Anterior Cervical Discectomy and Fusion

Anterior cervical discectomy and fusion (ACDF) is a procedure used to reduce the movement and instability caused by deteriorating cartilage or bulging discs. First, the herniated or degenerative disc in the neck is removed, then the vertebral bones above and below the disc are fused together to stabilize the cervical segment and reduce the associated pain.

HOW IT WORKS

The procedure is performed under general anesthesia. An incision is made on the right or left side of the neck, then the structures of the neck are carefully moved until the bones of the vertebrae and the damaged cervical disc can be seen. The damaged disc is then removed, as are any bone spurs that might be pressing on nerves.

Then, to prevent the vertebrae from collapsing and rubbing together, a bone graft is inserted into the open disc space, serving as a bridge between the two vertebrae. The bone graft comes from the patient’s hip or pelvic region, from a cadaver donor, or is made from man-made compounds.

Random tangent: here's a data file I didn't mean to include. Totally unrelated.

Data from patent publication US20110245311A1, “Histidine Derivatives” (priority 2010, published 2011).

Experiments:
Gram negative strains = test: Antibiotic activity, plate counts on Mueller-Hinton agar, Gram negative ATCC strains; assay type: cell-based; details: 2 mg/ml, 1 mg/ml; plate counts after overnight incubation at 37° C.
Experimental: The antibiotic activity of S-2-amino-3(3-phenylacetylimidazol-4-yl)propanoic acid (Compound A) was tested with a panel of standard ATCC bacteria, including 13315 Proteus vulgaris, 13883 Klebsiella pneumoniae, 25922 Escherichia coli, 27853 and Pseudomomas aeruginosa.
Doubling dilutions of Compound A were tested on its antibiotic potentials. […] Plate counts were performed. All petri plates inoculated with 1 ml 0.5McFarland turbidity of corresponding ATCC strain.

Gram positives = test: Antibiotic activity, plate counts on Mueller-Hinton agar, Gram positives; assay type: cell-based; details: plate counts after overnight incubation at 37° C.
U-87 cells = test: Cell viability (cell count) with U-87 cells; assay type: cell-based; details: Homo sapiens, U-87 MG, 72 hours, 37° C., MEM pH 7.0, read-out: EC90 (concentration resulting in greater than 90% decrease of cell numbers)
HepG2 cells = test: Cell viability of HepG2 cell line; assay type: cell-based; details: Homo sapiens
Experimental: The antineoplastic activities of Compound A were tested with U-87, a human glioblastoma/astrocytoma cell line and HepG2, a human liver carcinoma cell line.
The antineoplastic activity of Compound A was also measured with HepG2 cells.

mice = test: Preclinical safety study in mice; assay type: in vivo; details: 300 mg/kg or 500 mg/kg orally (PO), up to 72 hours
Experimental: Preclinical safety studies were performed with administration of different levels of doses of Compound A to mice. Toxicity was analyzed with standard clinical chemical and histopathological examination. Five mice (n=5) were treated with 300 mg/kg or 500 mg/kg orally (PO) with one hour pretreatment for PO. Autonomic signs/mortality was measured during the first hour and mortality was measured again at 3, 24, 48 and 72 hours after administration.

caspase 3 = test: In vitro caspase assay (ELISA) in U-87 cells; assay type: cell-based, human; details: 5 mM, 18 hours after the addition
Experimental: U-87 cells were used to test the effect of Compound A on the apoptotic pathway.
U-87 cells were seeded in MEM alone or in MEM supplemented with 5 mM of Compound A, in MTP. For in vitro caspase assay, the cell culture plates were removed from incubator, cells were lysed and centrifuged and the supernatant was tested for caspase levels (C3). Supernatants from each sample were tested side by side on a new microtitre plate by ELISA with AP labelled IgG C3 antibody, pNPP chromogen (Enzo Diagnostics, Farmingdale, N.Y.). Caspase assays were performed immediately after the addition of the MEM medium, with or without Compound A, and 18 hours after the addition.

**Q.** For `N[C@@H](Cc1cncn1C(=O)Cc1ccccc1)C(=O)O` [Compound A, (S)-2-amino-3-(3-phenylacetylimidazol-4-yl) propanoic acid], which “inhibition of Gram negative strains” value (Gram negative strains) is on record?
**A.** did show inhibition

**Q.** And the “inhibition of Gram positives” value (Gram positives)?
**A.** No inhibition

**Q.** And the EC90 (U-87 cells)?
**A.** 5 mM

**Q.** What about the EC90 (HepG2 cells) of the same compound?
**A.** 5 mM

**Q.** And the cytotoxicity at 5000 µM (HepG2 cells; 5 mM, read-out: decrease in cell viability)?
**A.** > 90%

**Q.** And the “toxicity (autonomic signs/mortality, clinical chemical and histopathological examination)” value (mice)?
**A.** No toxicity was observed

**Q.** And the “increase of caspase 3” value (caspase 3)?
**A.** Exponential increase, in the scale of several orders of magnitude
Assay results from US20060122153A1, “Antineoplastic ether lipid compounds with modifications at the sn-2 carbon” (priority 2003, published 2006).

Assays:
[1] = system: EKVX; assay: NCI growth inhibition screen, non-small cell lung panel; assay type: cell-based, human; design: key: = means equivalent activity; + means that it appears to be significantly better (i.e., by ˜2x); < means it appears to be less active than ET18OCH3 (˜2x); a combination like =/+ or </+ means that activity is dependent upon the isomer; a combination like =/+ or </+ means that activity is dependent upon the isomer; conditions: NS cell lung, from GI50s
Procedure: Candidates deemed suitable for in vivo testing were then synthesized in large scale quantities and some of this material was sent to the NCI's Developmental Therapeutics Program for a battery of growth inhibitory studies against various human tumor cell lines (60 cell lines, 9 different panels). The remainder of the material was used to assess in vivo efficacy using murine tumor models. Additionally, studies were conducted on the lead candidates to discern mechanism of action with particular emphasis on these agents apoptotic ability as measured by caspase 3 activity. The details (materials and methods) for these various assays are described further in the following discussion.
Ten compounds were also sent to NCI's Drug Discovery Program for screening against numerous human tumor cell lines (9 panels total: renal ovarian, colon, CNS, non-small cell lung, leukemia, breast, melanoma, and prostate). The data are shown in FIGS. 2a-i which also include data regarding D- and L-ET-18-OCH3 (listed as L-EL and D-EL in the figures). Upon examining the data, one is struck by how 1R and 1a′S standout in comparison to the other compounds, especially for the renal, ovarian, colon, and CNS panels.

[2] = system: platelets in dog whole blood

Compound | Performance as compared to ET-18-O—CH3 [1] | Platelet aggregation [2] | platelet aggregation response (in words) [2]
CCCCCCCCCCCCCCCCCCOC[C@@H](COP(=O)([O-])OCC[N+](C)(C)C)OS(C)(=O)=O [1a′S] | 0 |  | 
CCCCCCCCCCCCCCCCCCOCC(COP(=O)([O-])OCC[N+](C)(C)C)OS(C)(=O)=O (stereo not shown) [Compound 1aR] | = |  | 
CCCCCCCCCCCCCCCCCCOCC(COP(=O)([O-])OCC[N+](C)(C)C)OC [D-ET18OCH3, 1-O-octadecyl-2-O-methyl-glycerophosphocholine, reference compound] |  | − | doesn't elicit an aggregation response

The bone graft and vertebrae are fixed in place with metal plates and screws to create a spinal fusion. Within 3 to 6 months, the bone graft heals, joining the two vertebrae by forming one solid piece of bone.

Conditions Treated Using MIS Procedures

ACDF may be recommended to treat the following conditions:

  • Degenerative disc disease: gradual deterioration of the disc between the vertebrae, which is part of the normal aging process
  • Herniated or bulging disc: condition in which the outer portion of the vertebral disc is torn, allowing the inner portion of the disc to extrude through its fibers

Benefits of Treatment

The benefits associated with a successful ACDF procedure include:

  • Long-term stability in the damaged area of the spine
  • A fast healing and recovery process
  • The opportunity to experience significant relief from pain, numbness, tingling and weakness.

Are You a Candidate?

You may be a candidate for the ACDF procedure if:

  • Diagnostic tests reveal you have a herniated or degenerative disc.
  • You have a herniated disc that’s large enough to place ongoing pressure on nearby nerves.
  • You have significant weakness in your hand or arm.
  • You have arm pain worse than neck pain.
  • Your symptoms have not improved with physical therapy or medication for at least 6-8 weeks.